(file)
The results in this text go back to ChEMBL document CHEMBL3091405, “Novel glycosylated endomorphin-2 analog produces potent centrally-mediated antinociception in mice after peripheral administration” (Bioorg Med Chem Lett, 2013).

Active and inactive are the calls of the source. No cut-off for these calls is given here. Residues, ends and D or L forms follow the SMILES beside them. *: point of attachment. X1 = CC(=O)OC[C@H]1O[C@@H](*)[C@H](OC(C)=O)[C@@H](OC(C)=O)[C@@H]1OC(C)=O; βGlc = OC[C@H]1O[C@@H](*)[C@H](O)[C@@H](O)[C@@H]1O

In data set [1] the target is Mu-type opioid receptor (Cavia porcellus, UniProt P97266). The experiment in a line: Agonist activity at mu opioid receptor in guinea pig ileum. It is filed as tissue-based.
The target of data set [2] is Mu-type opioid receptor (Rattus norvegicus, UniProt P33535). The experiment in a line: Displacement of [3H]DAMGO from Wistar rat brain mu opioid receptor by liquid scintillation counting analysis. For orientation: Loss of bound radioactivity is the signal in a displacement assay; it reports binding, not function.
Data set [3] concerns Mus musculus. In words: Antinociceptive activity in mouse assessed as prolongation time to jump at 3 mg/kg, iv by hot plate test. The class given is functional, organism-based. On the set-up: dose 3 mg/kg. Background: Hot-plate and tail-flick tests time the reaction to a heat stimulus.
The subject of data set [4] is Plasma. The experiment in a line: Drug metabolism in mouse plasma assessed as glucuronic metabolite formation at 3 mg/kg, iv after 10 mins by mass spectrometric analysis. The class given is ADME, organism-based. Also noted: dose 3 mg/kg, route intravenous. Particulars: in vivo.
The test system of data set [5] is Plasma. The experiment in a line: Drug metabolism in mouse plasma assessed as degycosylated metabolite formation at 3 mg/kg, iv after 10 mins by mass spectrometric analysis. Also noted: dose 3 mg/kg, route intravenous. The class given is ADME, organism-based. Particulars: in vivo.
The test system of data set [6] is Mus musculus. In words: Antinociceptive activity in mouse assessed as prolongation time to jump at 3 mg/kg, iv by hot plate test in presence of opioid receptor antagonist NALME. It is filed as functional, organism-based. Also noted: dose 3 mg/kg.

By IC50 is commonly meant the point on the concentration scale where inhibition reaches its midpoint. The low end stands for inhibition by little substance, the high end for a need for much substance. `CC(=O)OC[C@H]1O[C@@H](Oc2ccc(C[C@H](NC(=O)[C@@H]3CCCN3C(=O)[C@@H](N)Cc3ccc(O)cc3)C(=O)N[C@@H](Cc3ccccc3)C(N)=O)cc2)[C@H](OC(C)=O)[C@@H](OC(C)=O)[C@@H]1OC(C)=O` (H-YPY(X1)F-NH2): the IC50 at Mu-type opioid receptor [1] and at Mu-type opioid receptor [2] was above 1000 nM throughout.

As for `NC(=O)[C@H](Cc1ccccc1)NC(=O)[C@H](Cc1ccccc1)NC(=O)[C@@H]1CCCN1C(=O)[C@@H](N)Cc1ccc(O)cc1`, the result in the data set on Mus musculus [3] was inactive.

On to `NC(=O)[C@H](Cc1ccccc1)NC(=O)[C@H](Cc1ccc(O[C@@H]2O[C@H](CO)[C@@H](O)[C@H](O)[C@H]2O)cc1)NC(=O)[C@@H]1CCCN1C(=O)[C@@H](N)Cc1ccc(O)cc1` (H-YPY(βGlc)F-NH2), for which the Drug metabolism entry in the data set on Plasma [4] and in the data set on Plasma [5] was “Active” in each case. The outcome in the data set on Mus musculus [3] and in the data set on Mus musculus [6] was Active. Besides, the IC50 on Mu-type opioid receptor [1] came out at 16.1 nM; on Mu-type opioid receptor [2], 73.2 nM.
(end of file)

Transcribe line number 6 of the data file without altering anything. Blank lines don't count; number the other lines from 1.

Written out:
The subject of data set [4] is Plasma. The experiment in a line: Drug metabolism in mouse plasma assessed as glucuronic metabolite formation at 3 mg/kg, iv after 10 mins by mass spectrometric analysis. The class given is ADME, organism-based. Also noted: dose 3 mg/kg, route intravenous. Particulars: in vivo.